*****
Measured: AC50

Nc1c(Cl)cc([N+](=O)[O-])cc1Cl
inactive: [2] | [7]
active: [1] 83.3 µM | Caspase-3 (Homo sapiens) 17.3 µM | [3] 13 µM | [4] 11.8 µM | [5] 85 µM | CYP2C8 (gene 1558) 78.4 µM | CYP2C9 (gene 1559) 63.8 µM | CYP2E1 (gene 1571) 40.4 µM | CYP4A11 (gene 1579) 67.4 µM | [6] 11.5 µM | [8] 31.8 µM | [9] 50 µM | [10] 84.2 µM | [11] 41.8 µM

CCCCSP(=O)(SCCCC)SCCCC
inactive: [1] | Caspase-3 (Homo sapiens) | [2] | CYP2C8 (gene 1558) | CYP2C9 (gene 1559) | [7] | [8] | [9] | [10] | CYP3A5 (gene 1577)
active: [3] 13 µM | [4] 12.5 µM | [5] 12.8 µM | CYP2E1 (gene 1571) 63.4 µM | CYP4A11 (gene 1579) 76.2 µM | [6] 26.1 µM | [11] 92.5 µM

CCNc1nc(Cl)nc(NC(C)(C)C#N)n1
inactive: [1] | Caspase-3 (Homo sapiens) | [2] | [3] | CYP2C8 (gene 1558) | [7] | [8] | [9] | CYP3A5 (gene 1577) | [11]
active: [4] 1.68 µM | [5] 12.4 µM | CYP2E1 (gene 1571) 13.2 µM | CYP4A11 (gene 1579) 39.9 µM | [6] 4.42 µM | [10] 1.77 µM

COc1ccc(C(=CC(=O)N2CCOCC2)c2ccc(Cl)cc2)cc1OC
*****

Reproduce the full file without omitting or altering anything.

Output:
Measured: AC50

Nc1c(Cl)cc([N+](=O)[O-])cc1Cl
inactive: [2] | [7]
active: [1] 83.3 µM | Caspase-3 (Homo sapiens) 17.3 µM | [3] 13 µM | [4] 11.8 µM | [5] 85 µM | CYP2C8 (gene 1558) 78.4 µM | CYP2C9 (gene 1559) 63.8 µM | CYP2E1 (gene 1571) 40.4 µM | CYP4A11 (gene 1579) 67.4 µM | [6] 11.5 µM | [8] 31.8 µM | [9] 50 µM | [10] 84.2 µM | [11] 41.8 µM

CCCCSP(=O)(SCCCC)SCCCC
inactive: [1] | Caspase-3 (Homo sapiens) | [2] | CYP2C8 (gene 1558) | CYP2C9 (gene 1559) | [7] | [8] | [9] | [10] | CYP3A5 (gene 1577)
active: [3] 13 µM | [4] 12.5 µM | [5] 12.8 µM | CYP2E1 (gene 1571) 63.4 µM | CYP4A11 (gene 1579) 76.2 µM | [6] 26.1 µM | [11] 92.5 µM

CCNc1nc(Cl)nc(NC(C)(C)C#N)n1
inactive: [1] | Caspase-3 (Homo sapiens) | [2] | [3] | CYP2C8 (gene 1558) | [7] | [8] | [9] | CYP3A5 (gene 1577) | [11]
active: [4] 1.68 µM | [5] 12.4 µM | CYP2E1 (gene 1571) 13.2 µM | CYP4A11 (gene 1579) 39.9 µM | [6] 4.42 µM | [10] 1.77 µM

COc1ccc(C(=CC(=O)N2CCOCC2)c2ccc(Cl)cc2)cc1OC